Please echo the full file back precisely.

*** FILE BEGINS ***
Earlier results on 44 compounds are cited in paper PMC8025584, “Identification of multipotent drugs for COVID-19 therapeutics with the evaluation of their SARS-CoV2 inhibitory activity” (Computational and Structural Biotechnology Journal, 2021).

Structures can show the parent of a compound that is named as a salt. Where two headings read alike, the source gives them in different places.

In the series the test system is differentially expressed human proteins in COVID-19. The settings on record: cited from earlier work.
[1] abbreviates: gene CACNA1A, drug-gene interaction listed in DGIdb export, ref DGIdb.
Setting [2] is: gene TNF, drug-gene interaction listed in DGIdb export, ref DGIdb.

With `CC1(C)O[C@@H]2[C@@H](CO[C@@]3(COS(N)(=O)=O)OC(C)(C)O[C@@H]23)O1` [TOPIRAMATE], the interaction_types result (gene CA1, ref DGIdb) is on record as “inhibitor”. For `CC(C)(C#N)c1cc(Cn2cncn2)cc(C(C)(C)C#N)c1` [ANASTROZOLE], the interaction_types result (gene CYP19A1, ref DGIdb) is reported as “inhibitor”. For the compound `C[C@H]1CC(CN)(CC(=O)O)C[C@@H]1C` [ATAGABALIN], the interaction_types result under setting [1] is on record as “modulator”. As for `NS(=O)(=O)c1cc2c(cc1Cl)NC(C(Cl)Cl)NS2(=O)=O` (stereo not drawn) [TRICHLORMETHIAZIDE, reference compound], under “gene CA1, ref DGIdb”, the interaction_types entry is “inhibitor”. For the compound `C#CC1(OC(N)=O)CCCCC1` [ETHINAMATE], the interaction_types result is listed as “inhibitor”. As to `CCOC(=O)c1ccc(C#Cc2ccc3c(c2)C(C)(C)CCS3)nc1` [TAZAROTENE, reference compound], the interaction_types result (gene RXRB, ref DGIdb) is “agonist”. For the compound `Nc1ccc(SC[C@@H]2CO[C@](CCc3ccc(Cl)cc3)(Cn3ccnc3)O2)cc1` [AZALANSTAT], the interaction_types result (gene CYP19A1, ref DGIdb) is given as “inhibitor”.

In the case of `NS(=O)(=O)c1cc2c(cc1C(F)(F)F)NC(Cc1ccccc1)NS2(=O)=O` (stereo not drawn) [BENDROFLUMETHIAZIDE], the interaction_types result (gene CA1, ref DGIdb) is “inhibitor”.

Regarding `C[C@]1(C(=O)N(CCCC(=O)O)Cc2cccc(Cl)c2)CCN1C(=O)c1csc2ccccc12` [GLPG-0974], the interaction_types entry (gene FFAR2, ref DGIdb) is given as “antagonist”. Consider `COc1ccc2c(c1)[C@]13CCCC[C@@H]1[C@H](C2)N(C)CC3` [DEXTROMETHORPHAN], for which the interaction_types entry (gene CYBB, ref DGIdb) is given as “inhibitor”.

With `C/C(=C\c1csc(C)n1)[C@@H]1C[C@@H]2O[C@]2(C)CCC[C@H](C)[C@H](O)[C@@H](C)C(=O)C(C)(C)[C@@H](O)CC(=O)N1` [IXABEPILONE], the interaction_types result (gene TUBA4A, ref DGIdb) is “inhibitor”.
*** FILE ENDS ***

Earlier results on 44 compounds are cited in paper PMC8025584, “Identification of multipotent drugs for COVID-19 therapeutics with the evaluation of their SARS-CoV2 inhibitory activity” (Computational and Structural Biotechnology Journal, 2021).

Structures can show the parent of a compound that is named as a salt. Where two headings read alike, the source gives them in different places.

In the series the test system is differentially expressed human proteins in COVID-19. The settings on record: cited from earlier work.
[1] abbreviates: gene CACNA1A, drug-gene interaction listed in DGIdb export, ref DGIdb.
Setting [2] is: gene TNF, drug-gene interaction listed in DGIdb export, ref DGIdb.

With `CC1(C)O[C@@H]2[C@@H](CO[C@@]3(COS(N)(=O)=O)OC(C)(C)O[C@@H]23)O1` [TOPIRAMATE], the interaction_types result (gene CA1, ref DGIdb) is on record as “inhibitor”. For `CC(C)(C#N)c1cc(Cn2cncn2)cc(C(C)(C)C#N)c1` [ANASTROZOLE], the interaction_types result (gene CYP19A1, ref DGIdb) is reported as “inhibitor”. For the compound `C[C@H]1CC(CN)(CC(=O)O)C[C@@H]1C` [ATAGABALIN], the interaction_types result under setting [1] is on record as “modulator”. As for `NS(=O)(=O)c1cc2c(cc1Cl)NC(C(Cl)Cl)NS2(=O)=O` (stereo not drawn) [TRICHLORMETHIAZIDE, reference compound], under “gene CA1, ref DGIdb”, the interaction_types entry is “inhibitor”. For the compound `C#CC1(OC(N)=O)CCCCC1` [ETHINAMATE], the interaction_types result is listed as “inhibitor”. As to `CCOC(=O)c1ccc(C#Cc2ccc3c(c2)C(C)(C)CCS3)nc1` [TAZAROTENE, reference compound], the interaction_types result (gene RXRB, ref DGIdb) is “agonist”. For the compound `Nc1ccc(SC[C@@H]2CO[C@](CCc3ccc(Cl)cc3)(Cn3ccnc3)O2)cc1` [AZALANSTAT], the interaction_types result (gene CYP19A1, ref DGIdb) is given as “inhibitor”.

In the case of `NS(=O)(=O)c1cc2c(cc1C(F)(F)F)NC(Cc1ccccc1)NS2(=O)=O` (stereo not drawn) [BENDROFLUMETHIAZIDE], the interaction_types result (gene CA1, ref DGIdb) is “inhibitor”.

Regarding `C[C@]1(C(=O)N(CCCC(=O)O)Cc2cccc(Cl)c2)CCN1C(=O)c1csc2ccccc12` [GLPG-0974], the interaction_types entry (gene FFAR2, ref DGIdb) is given as “antagonist”. Consider `COc1ccc2c(c1)[C@]13CCCC[C@@H]1[C@H](C2)N(C)CC3` [DEXTROMETHORPHAN], for which the interaction_types entry (gene CYBB, ref DGIdb) is given as “inhibitor”.

With `C/C(=C\c1csc(C)n1)[C@@H]1C[C@@H]2O[C@]2(C)CCC[C@H](C)[C@H](O)[C@@H](C)C(=O)C(C)(C)[C@@H](O)CC(=O)N1` [IXABEPILONE], the interaction_types result (gene TUBA4A, ref DGIdb) is “inhibitor”.